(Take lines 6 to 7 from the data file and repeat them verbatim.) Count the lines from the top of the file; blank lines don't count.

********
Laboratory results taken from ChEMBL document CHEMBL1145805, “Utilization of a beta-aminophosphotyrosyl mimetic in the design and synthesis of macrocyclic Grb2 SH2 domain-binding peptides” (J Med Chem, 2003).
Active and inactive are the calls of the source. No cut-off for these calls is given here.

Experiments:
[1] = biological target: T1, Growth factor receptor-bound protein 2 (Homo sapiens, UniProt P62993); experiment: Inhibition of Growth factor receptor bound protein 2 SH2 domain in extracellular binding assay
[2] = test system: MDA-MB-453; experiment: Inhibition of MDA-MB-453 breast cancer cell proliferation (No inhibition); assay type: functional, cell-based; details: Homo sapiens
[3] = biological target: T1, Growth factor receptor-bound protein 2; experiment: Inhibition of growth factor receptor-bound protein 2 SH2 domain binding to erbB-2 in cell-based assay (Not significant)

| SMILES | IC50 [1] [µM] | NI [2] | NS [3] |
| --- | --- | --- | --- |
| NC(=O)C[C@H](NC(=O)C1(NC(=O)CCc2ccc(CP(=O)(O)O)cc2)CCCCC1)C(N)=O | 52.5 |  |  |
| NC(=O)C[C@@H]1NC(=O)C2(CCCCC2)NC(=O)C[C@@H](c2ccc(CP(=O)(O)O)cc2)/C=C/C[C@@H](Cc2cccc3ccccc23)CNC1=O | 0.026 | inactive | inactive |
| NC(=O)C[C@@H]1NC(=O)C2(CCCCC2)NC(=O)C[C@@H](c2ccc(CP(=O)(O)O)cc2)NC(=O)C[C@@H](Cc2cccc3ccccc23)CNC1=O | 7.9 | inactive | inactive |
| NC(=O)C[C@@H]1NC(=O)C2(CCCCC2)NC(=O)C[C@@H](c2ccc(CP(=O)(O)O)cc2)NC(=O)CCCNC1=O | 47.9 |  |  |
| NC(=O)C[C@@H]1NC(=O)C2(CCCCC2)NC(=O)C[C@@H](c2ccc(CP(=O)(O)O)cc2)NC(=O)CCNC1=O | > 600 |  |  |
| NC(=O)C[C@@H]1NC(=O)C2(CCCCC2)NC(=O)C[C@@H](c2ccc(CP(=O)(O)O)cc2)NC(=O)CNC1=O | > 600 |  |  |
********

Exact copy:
[3] = biological target: T1, Growth factor receptor-bound protein 2; experiment: Inhibition of growth factor receptor-bound protein 2 SH2 domain binding to erbB-2 in cell-based assay (Not significant)

| SMILES | IC50 [1] [µM] | NI [2] | NS [3] |